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Nabbed twice by speed cameras, alderman demands better signage

A speed camerFoster near Gompers Park | Stefano Esposito~Sun-Times

A speed camera on Foster near Gompers Park | Stefano Esposito~Sun-Times

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Updated: April 8, 2014 6:30AM

A South Side alderman who got two warning notices recently after speeding around schools and parks is demanding that City Hall put up more and better signs to alert motorists to slow down.

Ald. Leslie Hairston (5th) introduced a resolution at this week’s City Council meeting co-signed by a dozen colleagues.

Signs alerting motorists to an upcoming speed camera are “similar to existing speed limit signs,” the resolution states. By contrast, signs warning motorists approaching a red-light camera are “uniquely designed with a traffic signal illustration,” according to the resolution.

The resolution demands that the Chicago Department of Transportation install “clear distinctive signs and/or striping that indicates that a motorist is approaching a school or park safety zone.”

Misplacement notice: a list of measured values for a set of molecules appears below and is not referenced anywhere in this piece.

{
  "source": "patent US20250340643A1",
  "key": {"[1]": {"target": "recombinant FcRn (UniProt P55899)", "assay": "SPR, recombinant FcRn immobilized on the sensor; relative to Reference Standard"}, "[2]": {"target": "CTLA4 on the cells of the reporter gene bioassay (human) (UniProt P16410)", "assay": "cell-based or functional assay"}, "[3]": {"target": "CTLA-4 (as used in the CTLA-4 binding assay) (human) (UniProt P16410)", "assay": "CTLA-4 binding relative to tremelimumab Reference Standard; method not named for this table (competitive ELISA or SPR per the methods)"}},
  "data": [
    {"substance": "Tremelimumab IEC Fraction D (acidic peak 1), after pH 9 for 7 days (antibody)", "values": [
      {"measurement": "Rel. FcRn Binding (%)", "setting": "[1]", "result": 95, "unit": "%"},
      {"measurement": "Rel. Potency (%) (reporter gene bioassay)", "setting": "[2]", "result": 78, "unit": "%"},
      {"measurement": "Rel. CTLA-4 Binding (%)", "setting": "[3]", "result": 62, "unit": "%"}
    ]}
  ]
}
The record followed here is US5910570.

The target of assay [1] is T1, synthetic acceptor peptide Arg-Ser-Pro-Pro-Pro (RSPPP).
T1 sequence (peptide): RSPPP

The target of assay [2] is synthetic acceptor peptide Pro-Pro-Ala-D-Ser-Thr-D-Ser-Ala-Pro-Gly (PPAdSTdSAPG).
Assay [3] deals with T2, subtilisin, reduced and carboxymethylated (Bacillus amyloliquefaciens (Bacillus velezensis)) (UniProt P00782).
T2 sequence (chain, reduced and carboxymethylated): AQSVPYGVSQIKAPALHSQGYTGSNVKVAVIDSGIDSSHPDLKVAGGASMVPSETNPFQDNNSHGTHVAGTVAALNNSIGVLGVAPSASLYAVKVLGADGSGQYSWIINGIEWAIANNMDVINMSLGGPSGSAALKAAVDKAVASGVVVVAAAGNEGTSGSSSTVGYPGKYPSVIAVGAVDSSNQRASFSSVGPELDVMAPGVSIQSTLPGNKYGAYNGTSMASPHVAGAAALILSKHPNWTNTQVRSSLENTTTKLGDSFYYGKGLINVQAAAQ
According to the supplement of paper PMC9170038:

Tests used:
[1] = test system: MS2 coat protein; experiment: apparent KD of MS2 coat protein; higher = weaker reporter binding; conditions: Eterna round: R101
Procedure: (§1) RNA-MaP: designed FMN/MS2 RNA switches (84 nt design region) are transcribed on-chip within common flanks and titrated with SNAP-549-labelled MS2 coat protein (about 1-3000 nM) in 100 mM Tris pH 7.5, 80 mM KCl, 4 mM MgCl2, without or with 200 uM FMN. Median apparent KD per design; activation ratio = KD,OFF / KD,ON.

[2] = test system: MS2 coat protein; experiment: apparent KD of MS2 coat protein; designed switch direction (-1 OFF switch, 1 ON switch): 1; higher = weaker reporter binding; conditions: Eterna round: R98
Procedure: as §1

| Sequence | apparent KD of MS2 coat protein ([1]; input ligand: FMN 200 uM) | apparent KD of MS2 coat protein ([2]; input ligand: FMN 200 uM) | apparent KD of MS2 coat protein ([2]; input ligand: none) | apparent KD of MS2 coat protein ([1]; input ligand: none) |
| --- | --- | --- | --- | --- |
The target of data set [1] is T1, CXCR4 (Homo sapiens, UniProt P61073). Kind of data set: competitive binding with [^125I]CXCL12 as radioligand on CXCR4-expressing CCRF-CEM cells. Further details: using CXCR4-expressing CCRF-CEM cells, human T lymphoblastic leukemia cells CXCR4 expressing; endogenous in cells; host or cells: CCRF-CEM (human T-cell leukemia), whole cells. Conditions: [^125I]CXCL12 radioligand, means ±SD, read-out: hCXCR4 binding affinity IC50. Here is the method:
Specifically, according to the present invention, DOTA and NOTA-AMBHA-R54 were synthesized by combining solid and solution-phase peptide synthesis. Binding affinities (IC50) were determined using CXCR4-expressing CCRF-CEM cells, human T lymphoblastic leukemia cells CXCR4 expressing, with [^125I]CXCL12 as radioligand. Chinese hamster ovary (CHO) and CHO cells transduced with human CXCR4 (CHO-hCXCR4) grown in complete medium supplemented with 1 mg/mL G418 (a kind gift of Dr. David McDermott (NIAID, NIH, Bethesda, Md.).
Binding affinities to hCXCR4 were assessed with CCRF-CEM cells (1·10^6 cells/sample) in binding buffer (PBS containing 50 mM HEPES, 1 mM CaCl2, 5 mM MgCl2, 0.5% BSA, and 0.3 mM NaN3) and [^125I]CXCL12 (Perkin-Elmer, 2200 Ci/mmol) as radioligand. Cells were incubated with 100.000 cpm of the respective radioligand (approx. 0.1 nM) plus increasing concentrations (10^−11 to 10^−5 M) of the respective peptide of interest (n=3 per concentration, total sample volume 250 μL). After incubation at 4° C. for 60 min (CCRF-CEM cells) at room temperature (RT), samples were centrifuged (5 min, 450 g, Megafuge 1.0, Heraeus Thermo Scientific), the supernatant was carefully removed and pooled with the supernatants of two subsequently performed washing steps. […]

Hairston voted against the speed cameras around schools and parks that Mayor Rahm Emanuel is counting on to raise $70 million for children’s programs in 2014.

The alderman acknowledged that she was alerted to the sign shortage and sign confusion after receiving two recent warning notices of her own. She was caught on camera speeding around schools and parks in unfamiliar neighborhoods.

“It’s hard to know the difference between a school zone and speed zone signage. They’re almost identical,” Hairston said.

“This is still the United States of America. We, as citizens, have rights. There are certain things that must be given to [a] motorist. It cannot just be one way. A motorist has to have rights. They have to be given notice of what the law is in order to follow it.”

Before hammering motorists with $100 and $35 tickets — the higher fine for going 11 mph over the speed limit, the lower fine for going between 6 and 10 mph over the limit — Hairston argued that the Emanuel administration has an obligation to install distinctive signs and plenty of them.

“I didn’t even know I was in a zone. There were no signs at all,” she said. “If I’m driving in an unfamiliar neighborhood, then I’m entitled to notice to be able to comply with the law to be a safe driver in a school zone by reducing my speed. It is not fair for a driver not to have a posted sign allowing them to adjust their speed. That’s why we have speed limits posted — so you know how fast you’re legally allowed to go.”

Newly appointed Transportation Commissioner Rebekah Scheinfeld said the sign resolution was “just introduced” and she was still studying it.


Twitter: @fspielman

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